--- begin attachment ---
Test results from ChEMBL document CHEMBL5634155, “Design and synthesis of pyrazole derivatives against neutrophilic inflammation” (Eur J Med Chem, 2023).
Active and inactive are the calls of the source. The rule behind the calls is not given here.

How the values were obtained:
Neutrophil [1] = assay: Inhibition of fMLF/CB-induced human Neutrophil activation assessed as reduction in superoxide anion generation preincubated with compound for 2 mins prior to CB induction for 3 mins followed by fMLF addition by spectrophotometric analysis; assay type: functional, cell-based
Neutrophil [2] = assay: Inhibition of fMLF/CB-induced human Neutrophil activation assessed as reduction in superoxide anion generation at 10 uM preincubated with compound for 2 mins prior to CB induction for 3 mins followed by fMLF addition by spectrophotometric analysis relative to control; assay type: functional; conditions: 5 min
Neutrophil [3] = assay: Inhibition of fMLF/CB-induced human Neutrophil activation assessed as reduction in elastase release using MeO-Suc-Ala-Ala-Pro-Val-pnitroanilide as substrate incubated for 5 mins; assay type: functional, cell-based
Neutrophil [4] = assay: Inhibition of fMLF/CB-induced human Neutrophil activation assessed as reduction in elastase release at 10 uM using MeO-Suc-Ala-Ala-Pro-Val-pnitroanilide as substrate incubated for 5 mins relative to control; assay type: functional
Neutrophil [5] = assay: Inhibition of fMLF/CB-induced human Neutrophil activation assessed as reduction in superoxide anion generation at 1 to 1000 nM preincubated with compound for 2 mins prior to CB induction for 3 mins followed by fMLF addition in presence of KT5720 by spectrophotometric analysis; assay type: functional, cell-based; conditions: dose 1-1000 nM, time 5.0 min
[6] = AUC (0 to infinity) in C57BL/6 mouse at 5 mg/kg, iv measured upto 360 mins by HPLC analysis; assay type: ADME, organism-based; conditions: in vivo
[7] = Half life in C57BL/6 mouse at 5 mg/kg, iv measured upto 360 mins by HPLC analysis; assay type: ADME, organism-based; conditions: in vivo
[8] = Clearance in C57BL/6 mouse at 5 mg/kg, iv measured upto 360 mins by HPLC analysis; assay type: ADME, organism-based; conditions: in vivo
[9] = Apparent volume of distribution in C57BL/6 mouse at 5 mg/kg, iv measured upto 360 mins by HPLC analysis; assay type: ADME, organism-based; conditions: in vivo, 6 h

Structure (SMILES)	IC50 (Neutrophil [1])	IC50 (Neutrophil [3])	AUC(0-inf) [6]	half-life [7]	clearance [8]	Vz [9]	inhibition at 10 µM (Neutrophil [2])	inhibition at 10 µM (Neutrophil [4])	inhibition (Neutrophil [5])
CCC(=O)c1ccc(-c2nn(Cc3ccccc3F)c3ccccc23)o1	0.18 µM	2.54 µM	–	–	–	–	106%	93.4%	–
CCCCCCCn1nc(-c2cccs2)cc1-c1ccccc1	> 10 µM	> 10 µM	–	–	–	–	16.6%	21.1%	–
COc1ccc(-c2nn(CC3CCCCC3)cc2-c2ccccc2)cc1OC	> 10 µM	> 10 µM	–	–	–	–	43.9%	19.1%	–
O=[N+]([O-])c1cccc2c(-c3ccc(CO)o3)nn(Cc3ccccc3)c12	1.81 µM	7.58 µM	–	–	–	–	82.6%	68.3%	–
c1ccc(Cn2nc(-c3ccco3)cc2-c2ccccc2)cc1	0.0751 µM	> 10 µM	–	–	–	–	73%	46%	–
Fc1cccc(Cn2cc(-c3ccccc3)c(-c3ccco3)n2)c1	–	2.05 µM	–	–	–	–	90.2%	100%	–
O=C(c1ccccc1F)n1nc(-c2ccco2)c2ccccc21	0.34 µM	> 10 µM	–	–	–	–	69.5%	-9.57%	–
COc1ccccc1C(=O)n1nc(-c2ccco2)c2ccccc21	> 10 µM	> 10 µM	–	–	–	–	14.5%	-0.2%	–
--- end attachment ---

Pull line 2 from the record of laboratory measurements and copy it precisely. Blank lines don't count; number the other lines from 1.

Active and inactive are the calls of the source. The rule behind the calls is not given here.